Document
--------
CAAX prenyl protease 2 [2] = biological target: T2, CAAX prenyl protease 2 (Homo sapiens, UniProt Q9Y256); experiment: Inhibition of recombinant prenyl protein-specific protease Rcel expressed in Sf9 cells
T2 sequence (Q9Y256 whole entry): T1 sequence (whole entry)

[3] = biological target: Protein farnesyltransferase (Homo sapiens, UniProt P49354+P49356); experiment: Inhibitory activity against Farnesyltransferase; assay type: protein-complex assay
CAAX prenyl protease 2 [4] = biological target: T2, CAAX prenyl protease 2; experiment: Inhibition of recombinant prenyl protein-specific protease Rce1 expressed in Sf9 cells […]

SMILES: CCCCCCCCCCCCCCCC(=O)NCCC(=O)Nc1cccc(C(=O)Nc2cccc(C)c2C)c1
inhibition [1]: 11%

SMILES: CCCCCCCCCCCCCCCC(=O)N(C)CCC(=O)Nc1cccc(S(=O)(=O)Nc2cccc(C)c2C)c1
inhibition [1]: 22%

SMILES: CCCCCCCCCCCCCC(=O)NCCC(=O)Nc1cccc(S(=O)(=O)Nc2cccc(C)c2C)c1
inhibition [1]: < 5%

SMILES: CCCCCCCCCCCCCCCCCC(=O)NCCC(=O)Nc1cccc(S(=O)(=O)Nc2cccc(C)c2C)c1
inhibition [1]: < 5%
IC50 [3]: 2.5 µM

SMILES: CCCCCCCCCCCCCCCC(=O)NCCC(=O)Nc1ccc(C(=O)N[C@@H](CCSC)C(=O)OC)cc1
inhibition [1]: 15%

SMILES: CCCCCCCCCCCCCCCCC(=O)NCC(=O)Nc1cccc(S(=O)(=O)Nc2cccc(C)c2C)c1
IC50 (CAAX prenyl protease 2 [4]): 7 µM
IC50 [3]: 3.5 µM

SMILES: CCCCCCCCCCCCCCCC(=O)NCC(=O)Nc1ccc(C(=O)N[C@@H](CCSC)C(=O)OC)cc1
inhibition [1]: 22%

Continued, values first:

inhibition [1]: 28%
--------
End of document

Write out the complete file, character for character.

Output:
CAAX prenyl protease 2 [2] = biological target: T2, CAAX prenyl protease 2 (Homo sapiens, UniProt Q9Y256); experiment: Inhibition of recombinant prenyl protein-specific protease Rcel expressed in Sf9 cells
T2 sequence (Q9Y256 whole entry): T1 sequence (whole entry)

[3] = biological target: Protein farnesyltransferase (Homo sapiens, UniProt P49354+P49356); experiment: Inhibitory activity against Farnesyltransferase; assay type: protein-complex assay
CAAX prenyl protease 2 [4] = biological target: T2, CAAX prenyl protease 2; experiment: Inhibition of recombinant prenyl protein-specific protease Rce1 expressed in Sf9 cells […]

SMILES: CCCCCCCCCCCCCCCC(=O)NCCC(=O)Nc1cccc(C(=O)Nc2cccc(C)c2C)c1
inhibition [1]: 11%

SMILES: CCCCCCCCCCCCCCCC(=O)N(C)CCC(=O)Nc1cccc(S(=O)(=O)Nc2cccc(C)c2C)c1
inhibition [1]: 22%

SMILES: CCCCCCCCCCCCCC(=O)NCCC(=O)Nc1cccc(S(=O)(=O)Nc2cccc(C)c2C)c1
inhibition [1]: < 5%

SMILES: CCCCCCCCCCCCCCCCCC(=O)NCCC(=O)Nc1cccc(S(=O)(=O)Nc2cccc(C)c2C)c1
inhibition [1]: < 5%
IC50 [3]: 2.5 µM

SMILES: CCCCCCCCCCCCCCCC(=O)NCCC(=O)Nc1ccc(C(=O)N[C@@H](CCSC)C(=O)OC)cc1
inhibition [1]: 15%

SMILES: CCCCCCCCCCCCCCCCC(=O)NCC(=O)Nc1cccc(S(=O)(=O)Nc2cccc(C)c2C)c1
IC50 (CAAX prenyl protease 2 [4]): 7 µM
IC50 [3]: 3.5 µM

SMILES: CCCCCCCCCCCCCCCC(=O)NCC(=O)Nc1ccc(C(=O)N[C@@H](CCSC)C(=O)OC)cc1
inhibition [1]: 22%

Continued, values first:

inhibition [1]: 28%